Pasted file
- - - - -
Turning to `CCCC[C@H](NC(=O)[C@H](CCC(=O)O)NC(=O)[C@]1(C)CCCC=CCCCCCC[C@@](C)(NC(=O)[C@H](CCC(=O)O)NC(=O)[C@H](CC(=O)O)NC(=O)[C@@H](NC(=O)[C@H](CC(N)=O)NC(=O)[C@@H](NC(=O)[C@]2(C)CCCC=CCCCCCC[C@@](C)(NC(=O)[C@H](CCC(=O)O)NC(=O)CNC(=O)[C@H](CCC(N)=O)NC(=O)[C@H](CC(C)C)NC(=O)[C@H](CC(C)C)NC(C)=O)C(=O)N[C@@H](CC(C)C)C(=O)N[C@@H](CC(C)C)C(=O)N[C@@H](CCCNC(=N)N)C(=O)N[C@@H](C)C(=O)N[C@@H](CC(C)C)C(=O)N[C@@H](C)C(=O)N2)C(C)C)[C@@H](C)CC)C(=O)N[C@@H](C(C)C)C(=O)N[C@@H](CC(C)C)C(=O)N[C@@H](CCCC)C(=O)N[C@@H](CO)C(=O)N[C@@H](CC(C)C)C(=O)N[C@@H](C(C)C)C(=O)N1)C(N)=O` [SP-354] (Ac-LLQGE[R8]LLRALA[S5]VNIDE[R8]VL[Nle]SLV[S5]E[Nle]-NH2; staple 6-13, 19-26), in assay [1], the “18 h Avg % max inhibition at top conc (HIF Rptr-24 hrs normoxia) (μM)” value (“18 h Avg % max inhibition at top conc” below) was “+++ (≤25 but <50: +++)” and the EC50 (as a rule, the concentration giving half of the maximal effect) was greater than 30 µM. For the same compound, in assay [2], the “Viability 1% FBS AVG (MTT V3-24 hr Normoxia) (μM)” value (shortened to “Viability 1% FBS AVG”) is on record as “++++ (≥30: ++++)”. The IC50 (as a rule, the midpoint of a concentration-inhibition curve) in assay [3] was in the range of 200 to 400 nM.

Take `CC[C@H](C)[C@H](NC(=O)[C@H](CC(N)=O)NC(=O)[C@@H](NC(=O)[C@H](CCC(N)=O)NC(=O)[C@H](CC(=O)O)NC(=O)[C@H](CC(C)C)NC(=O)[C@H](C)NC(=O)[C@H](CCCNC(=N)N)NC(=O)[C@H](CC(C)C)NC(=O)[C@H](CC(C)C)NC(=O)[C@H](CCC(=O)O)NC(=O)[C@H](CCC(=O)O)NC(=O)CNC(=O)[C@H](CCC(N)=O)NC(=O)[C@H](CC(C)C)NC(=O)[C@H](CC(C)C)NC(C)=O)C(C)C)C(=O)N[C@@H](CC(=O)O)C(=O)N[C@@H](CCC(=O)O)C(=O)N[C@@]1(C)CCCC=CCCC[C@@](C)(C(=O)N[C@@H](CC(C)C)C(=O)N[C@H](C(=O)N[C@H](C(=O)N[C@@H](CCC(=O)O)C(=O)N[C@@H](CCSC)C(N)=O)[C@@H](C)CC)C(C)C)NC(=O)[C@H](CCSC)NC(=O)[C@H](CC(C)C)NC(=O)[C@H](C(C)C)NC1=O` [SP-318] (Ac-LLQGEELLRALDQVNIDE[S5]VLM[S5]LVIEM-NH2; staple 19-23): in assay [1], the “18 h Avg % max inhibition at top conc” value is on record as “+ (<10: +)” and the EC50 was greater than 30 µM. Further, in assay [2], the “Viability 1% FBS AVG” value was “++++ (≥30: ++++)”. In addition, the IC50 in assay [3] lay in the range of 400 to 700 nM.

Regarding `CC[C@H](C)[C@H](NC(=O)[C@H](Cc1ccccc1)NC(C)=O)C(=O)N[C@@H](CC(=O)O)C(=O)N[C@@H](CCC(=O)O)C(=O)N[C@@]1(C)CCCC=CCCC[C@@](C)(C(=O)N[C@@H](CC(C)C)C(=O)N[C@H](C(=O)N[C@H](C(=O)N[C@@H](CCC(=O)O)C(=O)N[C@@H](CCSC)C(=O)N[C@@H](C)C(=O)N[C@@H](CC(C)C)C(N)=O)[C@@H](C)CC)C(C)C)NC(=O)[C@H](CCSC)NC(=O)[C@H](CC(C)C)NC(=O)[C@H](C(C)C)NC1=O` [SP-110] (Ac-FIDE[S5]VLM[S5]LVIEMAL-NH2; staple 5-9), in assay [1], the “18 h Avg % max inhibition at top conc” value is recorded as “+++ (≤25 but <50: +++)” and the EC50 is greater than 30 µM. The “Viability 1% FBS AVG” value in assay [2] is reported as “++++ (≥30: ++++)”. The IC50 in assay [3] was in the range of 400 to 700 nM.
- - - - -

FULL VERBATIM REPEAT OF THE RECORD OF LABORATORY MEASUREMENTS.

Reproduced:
Turning to `CCCC[C@H](NC(=O)[C@H](CCC(=O)O)NC(=O)[C@]1(C)CCCC=CCCCCCC[C@@](C)(NC(=O)[C@H](CCC(=O)O)NC(=O)[C@H](CC(=O)O)NC(=O)[C@@H](NC(=O)[C@H](CC(N)=O)NC(=O)[C@@H](NC(=O)[C@]2(C)CCCC=CCCCCCC[C@@](C)(NC(=O)[C@H](CCC(=O)O)NC(=O)CNC(=O)[C@H](CCC(N)=O)NC(=O)[C@H](CC(C)C)NC(=O)[C@H](CC(C)C)NC(C)=O)C(=O)N[C@@H](CC(C)C)C(=O)N[C@@H](CC(C)C)C(=O)N[C@@H](CCCNC(=N)N)C(=O)N[C@@H](C)C(=O)N[C@@H](CC(C)C)C(=O)N[C@@H](C)C(=O)N2)C(C)C)[C@@H](C)CC)C(=O)N[C@@H](C(C)C)C(=O)N[C@@H](CC(C)C)C(=O)N[C@@H](CCCC)C(=O)N[C@@H](CO)C(=O)N[C@@H](CC(C)C)C(=O)N[C@@H](C(C)C)C(=O)N1)C(N)=O` [SP-354] (Ac-LLQGE[R8]LLRALA[S5]VNIDE[R8]VL[Nle]SLV[S5]E[Nle]-NH2; staple 6-13, 19-26), in assay [1], the “18 h Avg % max inhibition at top conc (HIF Rptr-24 hrs normoxia) (μM)” value (“18 h Avg % max inhibition at top conc” below) was “+++ (≤25 but <50: +++)” and the EC50 (as a rule, the concentration giving half of the maximal effect) was greater than 30 µM. For the same compound, in assay [2], the “Viability 1% FBS AVG (MTT V3-24 hr Normoxia) (μM)” value (shortened to “Viability 1% FBS AVG”) is on record as “++++ (≥30: ++++)”. The IC50 (as a rule, the midpoint of a concentration-inhibition curve) in assay [3] was in the range of 200 to 400 nM.

Take `CC[C@H](C)[C@H](NC(=O)[C@H](CC(N)=O)NC(=O)[C@@H](NC(=O)[C@H](CCC(N)=O)NC(=O)[C@H](CC(=O)O)NC(=O)[C@H](CC(C)C)NC(=O)[C@H](C)NC(=O)[C@H](CCCNC(=N)N)NC(=O)[C@H](CC(C)C)NC(=O)[C@H](CC(C)C)NC(=O)[C@H](CCC(=O)O)NC(=O)[C@H](CCC(=O)O)NC(=O)CNC(=O)[C@H](CCC(N)=O)NC(=O)[C@H](CC(C)C)NC(=O)[C@H](CC(C)C)NC(C)=O)C(C)C)C(=O)N[C@@H](CC(=O)O)C(=O)N[C@@H](CCC(=O)O)C(=O)N[C@@]1(C)CCCC=CCCC[C@@](C)(C(=O)N[C@@H](CC(C)C)C(=O)N[C@H](C(=O)N[C@H](C(=O)N[C@@H](CCC(=O)O)C(=O)N[C@@H](CCSC)C(N)=O)[C@@H](C)CC)C(C)C)NC(=O)[C@H](CCSC)NC(=O)[C@H](CC(C)C)NC(=O)[C@H](C(C)C)NC1=O` [SP-318] (Ac-LLQGEELLRALDQVNIDE[S5]VLM[S5]LVIEM-NH2; staple 19-23): in assay [1], the “18 h Avg % max inhibition at top conc” value is on record as “+ (<10: +)” and the EC50 was greater than 30 µM. Further, in assay [2], the “Viability 1% FBS AVG” value was “++++ (≥30: ++++)”. In addition, the IC50 in assay [3] lay in the range of 400 to 700 nM.

Regarding `CC[C@H](C)[C@H](NC(=O)[C@H](Cc1ccccc1)NC(C)=O)C(=O)N[C@@H](CC(=O)O)C(=O)N[C@@H](CCC(=O)O)C(=O)N[C@@]1(C)CCCC=CCCC[C@@](C)(C(=O)N[C@@H](CC(C)C)C(=O)N[C@H](C(=O)N[C@H](C(=O)N[C@@H](CCC(=O)O)C(=O)N[C@@H](CCSC)C(=O)N[C@@H](C)C(=O)N[C@@H](CC(C)C)C(N)=O)[C@@H](C)CC)C(C)C)NC(=O)[C@H](CCSC)NC(=O)[C@H](CC(C)C)NC(=O)[C@H](C(C)C)NC1=O` [SP-110] (Ac-FIDE[S5]VLM[S5]LVIEMAL-NH2; staple 5-9), in assay [1], the “18 h Avg % max inhibition at top conc” value is recorded as “+++ (≤25 but <50: +++)” and the EC50 is greater than 30 µM. The “Viability 1% FBS AVG” value in assay [2] is reported as “++++ (≥30: ++++)”. The IC50 in assay [3] was in the range of 400 to 700 nM.